Gorillas are endangered species that are constantly under threat from disease and commercial hunting. Their importance is further enhanced by the fact that they are close relatives to humans, sharing around 98 percent of the same DNA. Learn more by reading our list of gorilla facts.
• There are only about 700 mountain gorillas and they live high in the mountains in two protected parks in Africa. Lowland gorillas live in central Africa.
• You may have seen baby gorillas being carried on the back of their mothers, but for the first few months after birth the mother holds the baby gorilla to her chest.
• An adult male gorilla is called a silverback because of the distinctive silvery fur growing on their back and hips. Each gorilla family has a silverback as leader who scares away other animals by standing on their back legs and beating their chest!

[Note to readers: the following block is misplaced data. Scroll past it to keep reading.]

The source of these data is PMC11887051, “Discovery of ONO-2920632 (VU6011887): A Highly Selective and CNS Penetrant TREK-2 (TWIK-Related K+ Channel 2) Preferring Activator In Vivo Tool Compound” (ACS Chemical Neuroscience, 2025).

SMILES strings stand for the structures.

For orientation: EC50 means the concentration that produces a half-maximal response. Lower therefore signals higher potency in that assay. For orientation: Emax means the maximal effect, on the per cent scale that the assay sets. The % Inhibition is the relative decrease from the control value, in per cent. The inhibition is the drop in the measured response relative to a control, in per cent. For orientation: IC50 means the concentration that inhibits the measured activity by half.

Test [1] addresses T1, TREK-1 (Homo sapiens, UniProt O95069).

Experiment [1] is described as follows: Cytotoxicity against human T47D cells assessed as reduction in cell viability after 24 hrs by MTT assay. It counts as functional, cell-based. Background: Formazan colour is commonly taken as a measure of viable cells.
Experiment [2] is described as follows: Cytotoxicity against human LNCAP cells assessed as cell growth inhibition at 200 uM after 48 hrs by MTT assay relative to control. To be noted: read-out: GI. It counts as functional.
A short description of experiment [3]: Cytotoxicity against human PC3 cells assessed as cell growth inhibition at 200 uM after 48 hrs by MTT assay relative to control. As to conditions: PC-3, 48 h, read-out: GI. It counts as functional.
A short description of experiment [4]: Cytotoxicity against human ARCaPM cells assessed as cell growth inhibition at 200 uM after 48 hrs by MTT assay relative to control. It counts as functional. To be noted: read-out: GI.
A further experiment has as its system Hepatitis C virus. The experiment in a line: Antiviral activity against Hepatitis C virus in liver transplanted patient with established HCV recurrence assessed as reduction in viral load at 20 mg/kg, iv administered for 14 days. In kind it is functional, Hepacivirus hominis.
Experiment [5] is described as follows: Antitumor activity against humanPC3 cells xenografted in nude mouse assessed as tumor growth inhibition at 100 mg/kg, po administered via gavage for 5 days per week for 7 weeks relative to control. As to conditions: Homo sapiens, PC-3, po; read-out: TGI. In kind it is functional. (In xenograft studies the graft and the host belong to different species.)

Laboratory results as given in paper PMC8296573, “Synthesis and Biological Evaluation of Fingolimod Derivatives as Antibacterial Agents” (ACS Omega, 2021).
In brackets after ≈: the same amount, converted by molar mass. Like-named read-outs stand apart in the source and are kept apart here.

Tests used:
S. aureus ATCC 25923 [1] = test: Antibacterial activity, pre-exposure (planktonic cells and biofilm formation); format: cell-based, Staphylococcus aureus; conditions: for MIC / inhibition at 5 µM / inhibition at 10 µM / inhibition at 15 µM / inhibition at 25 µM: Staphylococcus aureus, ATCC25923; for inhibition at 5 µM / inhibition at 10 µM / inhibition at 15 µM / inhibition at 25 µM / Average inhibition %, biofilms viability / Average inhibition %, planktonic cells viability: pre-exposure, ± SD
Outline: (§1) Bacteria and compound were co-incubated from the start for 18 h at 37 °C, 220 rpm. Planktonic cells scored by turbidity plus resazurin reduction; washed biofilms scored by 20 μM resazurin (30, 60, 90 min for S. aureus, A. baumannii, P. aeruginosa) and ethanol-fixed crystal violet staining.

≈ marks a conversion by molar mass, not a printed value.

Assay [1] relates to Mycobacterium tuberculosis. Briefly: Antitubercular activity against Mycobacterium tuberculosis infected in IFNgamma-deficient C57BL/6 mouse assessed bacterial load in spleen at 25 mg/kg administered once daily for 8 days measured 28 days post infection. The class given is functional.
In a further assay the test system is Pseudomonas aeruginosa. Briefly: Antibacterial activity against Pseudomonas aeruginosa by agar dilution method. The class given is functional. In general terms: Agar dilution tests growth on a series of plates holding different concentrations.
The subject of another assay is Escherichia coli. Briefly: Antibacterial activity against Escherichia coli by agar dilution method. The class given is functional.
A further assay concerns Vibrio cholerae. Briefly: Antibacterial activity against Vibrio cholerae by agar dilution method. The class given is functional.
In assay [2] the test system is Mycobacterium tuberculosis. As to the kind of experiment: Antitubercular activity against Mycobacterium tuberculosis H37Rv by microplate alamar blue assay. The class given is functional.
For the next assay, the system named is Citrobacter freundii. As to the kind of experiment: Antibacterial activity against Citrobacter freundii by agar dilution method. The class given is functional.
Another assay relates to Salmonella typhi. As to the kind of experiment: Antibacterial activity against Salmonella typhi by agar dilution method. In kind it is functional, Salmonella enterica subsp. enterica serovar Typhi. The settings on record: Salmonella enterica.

• Young male gorillas usually leave their family group when they are about 11 years old and have their own family group by the age of 15 years old. Young female gorillas join a new group at about 8 years old.
• Gorillas are herbivores. They spend most of their day foraging for food and eating bamboo, leafy plants and sometimes small insects. Adult gorillas can eat up to 30 kilograms of food each day.
• An adult gorilla is about 1 meter tall to their shoulders when walking on all fours using their arms and their legs.
• A gorilla can live for 40 – 50 years.
• Gorillas are considered to be very intelligent animals. They are known for their use of tools and their varied communication. Some gorillas in captivity at a zoo have been taught to use sign language.
• Gorillas are endangered animals. Their habitat is destroyed when people use the land for farming and the trees for fuel. Gorillas are also killed by poachers and sometimes get caught in poacher’s snares meant for other animals.